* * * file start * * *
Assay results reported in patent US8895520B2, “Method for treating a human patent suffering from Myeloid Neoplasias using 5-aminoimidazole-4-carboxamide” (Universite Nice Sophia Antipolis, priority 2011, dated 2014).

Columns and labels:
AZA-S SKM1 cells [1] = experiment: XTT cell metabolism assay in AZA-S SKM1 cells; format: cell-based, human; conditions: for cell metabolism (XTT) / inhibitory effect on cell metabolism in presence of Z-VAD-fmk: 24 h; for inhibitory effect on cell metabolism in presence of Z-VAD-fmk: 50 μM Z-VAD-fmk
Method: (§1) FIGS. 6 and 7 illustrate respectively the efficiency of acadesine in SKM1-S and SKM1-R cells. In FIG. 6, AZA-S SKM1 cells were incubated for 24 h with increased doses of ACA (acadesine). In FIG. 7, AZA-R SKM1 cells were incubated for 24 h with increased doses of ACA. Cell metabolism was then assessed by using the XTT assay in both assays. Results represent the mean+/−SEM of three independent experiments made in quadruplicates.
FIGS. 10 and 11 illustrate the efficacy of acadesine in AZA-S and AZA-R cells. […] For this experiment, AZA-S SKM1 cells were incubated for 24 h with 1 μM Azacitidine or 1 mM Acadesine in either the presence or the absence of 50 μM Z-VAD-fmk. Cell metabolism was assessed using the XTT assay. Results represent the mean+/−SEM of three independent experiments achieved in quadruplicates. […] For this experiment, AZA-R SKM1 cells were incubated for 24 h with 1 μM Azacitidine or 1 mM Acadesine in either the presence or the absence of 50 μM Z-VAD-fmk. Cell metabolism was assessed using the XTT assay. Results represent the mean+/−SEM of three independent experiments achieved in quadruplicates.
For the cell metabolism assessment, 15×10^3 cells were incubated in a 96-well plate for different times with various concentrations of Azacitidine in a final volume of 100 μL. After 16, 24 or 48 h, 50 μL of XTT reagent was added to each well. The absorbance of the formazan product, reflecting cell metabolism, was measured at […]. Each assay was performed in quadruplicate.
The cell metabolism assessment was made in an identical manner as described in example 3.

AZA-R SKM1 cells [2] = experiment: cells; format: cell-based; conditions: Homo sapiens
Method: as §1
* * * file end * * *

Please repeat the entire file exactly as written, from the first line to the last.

Assay results reported in patent US8895520B2, “Method for treating a human patent suffering from Myeloid Neoplasias using 5-aminoimidazole-4-carboxamide” (Universite Nice Sophia Antipolis, priority 2011, dated 2014).

Columns and labels:
AZA-S SKM1 cells [1] = experiment: XTT cell metabolism assay in AZA-S SKM1 cells; format: cell-based, human; conditions: for cell metabolism (XTT) / inhibitory effect on cell metabolism in presence of Z-VAD-fmk: 24 h; for inhibitory effect on cell metabolism in presence of Z-VAD-fmk: 50 μM Z-VAD-fmk
Method: (§1) FIGS. 6 and 7 illustrate respectively the efficiency of acadesine in SKM1-S and SKM1-R cells. In FIG. 6, AZA-S SKM1 cells were incubated for 24 h with increased doses of ACA (acadesine). In FIG. 7, AZA-R SKM1 cells were incubated for 24 h with increased doses of ACA. Cell metabolism was then assessed by using the XTT assay in both assays. Results represent the mean+/−SEM of three independent experiments made in quadruplicates.
FIGS. 10 and 11 illustrate the efficacy of acadesine in AZA-S and AZA-R cells. […] For this experiment, AZA-S SKM1 cells were incubated for 24 h with 1 μM Azacitidine or 1 mM Acadesine in either the presence or the absence of 50 μM Z-VAD-fmk. Cell metabolism was assessed using the XTT assay. Results represent the mean+/−SEM of three independent experiments achieved in quadruplicates. […] For this experiment, AZA-R SKM1 cells were incubated for 24 h with 1 μM Azacitidine or 1 mM Acadesine in either the presence or the absence of 50 μM Z-VAD-fmk. Cell metabolism was assessed using the XTT assay. Results represent the mean+/−SEM of three independent experiments achieved in quadruplicates.
For the cell metabolism assessment, 15×10^3 cells were incubated in a 96-well plate for different times with various concentrations of Azacitidine in a final volume of 100 μL. After 16, 24 or 48 h, 50 μL of XTT reagent was added to each well. The absorbance of the formazan product, reflecting cell metabolism, was measured at […]. Each assay was performed in quadruplicate.
The cell metabolism assessment was made in an identical manner as described in example 3.

AZA-R SKM1 cells [2] = experiment: cells; format: cell-based; conditions: Homo sapiens
Method: as §1